BGI VISTA™ Hemoglobin

BGI VISTA™ Hemoglobin

Introduction

Hemoglobinopathies are the most common monogenic hereditary diseases, affecting a large number of people around the world and causing serious consequences1. Hemoglobinopathies have a clear etiology, as well as clear prevention and control methods, and there are many examples of successful prevention and control practices. Cyprus2, Italy3, the UK4, Iran5, Singapore6, Guangxi (China)7 and many other countries and districts have successfully reduced the rate of severe hemoglobinopathies at birth with prevention and control programs. These successes show that the prevention and control of hemoglobinopathies can be achieved in all countries, regardless of their financial status, when proper programs are effectively implemented.

Hemoglobinopathies consist of sickle cell disease (SCD) and thalassemia. Among newborns with hemoglobinopathies, 83% suffered from SCD and 17% suffered from thalassemia8 (other reports record 70% having SCD and 30% thalassemia9). To highlight the importance of preventing and controlling SCD, SCD was recognized as a public health problem by the United Nations General Assembly in 200810. The World Health Organization (WHO) issued a strategy for SCD prevention in the African Region in 201011 and summarized its implementation progress in 202012. To prevent and control thalassemia, a WHO working group started a guideline for the control of hemoglobin disorders in 198913. Thalassemia International Federation (TIF) published ‘Prevention of Thalassaemias and Other Haemoglobin Disorders’, in 200314.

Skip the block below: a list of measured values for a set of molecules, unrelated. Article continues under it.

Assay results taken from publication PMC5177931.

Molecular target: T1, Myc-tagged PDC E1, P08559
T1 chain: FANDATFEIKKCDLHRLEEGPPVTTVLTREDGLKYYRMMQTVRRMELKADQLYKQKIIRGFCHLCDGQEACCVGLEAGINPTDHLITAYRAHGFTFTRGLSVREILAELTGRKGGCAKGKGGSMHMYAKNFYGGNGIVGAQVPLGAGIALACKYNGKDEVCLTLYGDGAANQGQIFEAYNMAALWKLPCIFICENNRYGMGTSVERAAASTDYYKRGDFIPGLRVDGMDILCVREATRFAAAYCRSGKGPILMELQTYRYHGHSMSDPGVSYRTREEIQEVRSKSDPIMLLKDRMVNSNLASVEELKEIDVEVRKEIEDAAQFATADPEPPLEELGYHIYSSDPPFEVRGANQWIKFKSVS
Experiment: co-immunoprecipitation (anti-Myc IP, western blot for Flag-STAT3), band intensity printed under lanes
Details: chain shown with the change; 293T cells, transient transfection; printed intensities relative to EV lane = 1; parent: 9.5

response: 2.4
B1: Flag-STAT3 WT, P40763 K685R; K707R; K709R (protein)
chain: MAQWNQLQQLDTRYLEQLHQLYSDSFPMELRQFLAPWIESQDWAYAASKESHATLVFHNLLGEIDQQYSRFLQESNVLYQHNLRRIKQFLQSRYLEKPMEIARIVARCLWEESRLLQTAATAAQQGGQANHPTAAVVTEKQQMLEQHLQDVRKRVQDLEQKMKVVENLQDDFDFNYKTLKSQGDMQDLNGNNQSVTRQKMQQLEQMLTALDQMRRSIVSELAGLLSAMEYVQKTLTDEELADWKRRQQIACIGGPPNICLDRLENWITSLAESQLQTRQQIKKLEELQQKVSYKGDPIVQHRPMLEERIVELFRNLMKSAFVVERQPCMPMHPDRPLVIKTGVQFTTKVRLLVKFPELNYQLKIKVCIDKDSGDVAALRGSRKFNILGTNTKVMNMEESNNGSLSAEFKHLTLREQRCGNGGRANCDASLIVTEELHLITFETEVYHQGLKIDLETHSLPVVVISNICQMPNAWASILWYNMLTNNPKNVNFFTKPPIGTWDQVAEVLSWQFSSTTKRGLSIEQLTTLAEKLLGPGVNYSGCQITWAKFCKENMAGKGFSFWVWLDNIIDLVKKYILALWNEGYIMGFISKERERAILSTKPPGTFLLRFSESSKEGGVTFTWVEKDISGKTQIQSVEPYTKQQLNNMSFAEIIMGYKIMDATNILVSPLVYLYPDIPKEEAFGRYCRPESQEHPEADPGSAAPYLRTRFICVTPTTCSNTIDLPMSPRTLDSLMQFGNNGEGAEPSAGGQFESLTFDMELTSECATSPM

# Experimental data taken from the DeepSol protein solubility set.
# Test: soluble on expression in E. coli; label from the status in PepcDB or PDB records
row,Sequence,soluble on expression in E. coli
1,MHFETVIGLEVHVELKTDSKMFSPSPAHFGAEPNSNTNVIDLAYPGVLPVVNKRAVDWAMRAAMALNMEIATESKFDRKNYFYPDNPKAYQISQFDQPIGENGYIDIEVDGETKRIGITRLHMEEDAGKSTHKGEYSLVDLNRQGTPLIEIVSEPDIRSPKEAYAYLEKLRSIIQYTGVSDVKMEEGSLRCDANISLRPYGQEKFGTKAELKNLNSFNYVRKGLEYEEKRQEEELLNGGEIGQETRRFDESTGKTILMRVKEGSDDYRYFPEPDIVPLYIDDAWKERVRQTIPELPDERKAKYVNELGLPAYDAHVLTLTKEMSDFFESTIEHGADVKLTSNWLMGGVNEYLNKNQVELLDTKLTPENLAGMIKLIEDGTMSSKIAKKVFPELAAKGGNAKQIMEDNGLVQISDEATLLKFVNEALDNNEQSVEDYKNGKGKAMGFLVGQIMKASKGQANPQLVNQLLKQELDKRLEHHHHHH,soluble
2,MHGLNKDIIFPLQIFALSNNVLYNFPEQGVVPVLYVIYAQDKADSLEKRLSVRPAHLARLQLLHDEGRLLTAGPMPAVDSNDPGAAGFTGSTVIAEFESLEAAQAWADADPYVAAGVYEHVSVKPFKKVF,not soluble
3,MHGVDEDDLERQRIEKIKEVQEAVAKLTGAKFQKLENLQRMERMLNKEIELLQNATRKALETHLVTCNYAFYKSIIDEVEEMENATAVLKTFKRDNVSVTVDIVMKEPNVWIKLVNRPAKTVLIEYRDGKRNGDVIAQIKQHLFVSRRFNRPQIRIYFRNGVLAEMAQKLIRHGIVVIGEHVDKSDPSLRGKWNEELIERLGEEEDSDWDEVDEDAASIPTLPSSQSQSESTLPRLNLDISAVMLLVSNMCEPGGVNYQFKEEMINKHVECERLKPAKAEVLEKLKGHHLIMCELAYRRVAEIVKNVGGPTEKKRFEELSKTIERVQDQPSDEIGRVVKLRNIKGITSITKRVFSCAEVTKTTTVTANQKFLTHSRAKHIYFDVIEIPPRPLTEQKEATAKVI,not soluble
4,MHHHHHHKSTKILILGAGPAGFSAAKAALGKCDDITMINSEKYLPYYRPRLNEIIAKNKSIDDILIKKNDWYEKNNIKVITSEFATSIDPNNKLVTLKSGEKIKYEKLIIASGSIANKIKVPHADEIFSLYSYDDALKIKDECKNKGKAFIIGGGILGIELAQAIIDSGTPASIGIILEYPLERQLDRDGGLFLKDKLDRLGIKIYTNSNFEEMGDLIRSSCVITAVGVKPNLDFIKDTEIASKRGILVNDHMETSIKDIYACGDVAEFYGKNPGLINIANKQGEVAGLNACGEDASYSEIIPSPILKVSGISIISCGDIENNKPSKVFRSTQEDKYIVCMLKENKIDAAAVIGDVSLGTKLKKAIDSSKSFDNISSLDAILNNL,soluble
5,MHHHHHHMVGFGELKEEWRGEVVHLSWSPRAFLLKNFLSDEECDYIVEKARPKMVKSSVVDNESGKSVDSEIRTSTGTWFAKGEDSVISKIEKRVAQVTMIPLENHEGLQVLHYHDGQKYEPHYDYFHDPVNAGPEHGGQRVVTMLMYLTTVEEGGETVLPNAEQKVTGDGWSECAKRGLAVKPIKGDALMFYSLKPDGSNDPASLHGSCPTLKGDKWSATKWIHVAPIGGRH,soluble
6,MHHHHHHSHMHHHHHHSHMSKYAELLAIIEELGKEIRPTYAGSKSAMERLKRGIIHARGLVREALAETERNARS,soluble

1. Thalassemia

Thalassemia is an inherited blood disorder, which is caused by changes in the genes that help make hemoglobin.

1.1 The prevalence of Thalassemia

Thalassemia is prevalent in populations in the Mediterranean area, the Middle East, Trans Caucasus, Central Asia, the Indian subcontinent, and the Far East(Fig.1).

Worldwide 56,000 conceptions have a major thalassemia disorder of which approximately 30,000 are affected by b-thalassemia major and 3500 succumb perinatally from the hydrops fetalis syndrome.

1.2 Clinical symptoms of thalassemia

2) Sickle cell disease

Sickle cell anemia is an inherited red blood cell disorder in which there aren’t enough healthy red blood cells to carry oxygen throughout your body.

2.1 The prevalence of SCD

Estimates suggest that 250,000 children are born annually with sickle cell anemia worldwide. In some areas of sub-Saharan Africa, up to 2% of all children are born with the condition. In broad terms, the prevalence of the sickle-cell trait (healthy carriers who have inherited the mutant gene from only one parent) ranges between 10% and 40% across equatorial Africa and decreases to between 1% and 2% on the north African coast and <1% in South Africa.

In low and middle-income countries, 50%–80% of children with SCD die each year9.

2.2 Clinical symptoms of SCD

  • Periods of pain that can last a few hours to a few days.
  • Blood clots.
  • Swelling in hands and feet.
  • Joint pain that resembles arthritis.
  • Chronic neuropathic pain (nerve pain).
  • Life-threatening infections.
  • Anemia (decrease in red blood cells).

3) Vision

The prevention of births with severe hemoglobinopathies is a key factor for the successful prevention and control of hemoglobinopathies worldwide. The rate of affected newborns is less than 0.3 per 10,000 in Cyprus, Spain, Israel, Lebanon, Turkey, Sri Lanka, and Singapore. The prevalence of affected newborns in Greece and Sardinia has been reduced by more than 90%, but the prevalence is still above 1 per 10,000 (table 1).

Table 1: Results of the implementation of prevention and control programs in various countries

a、b Rate of affected newborns = The number of affected newborns / The number of newborns. The number of affected newborns was derived from Table 2. The number of newborns was derived from Our World in Data 117.